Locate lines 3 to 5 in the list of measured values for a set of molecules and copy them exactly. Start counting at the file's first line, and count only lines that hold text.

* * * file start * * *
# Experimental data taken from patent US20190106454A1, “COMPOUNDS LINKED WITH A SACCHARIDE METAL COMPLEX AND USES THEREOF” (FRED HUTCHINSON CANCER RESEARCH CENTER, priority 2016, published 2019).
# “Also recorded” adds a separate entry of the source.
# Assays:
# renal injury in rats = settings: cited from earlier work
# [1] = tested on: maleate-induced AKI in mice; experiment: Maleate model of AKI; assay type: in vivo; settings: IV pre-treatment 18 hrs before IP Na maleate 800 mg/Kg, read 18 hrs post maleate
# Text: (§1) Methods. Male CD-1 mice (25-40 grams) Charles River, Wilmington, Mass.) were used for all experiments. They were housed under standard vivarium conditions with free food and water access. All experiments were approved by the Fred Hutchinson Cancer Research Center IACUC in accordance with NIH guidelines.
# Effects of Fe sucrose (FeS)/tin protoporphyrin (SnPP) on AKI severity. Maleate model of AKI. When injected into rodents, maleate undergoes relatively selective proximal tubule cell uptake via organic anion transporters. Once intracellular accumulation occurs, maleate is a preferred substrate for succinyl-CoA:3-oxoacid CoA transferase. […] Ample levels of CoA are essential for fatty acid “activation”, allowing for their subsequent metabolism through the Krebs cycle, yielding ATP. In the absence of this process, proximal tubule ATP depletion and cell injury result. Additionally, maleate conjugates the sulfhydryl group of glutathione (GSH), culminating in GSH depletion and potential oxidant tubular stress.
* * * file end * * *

# Assays:
# renal injury in rats = settings: cited from earlier work
# [1] = tested on: maleate-induced AKI in mice; experiment: Maleate model of AKI; assay type: in vivo; settings: IV pre-treatment 18 hrs before IP Na maleate 800 mg/Kg, read 18 hrs post maleate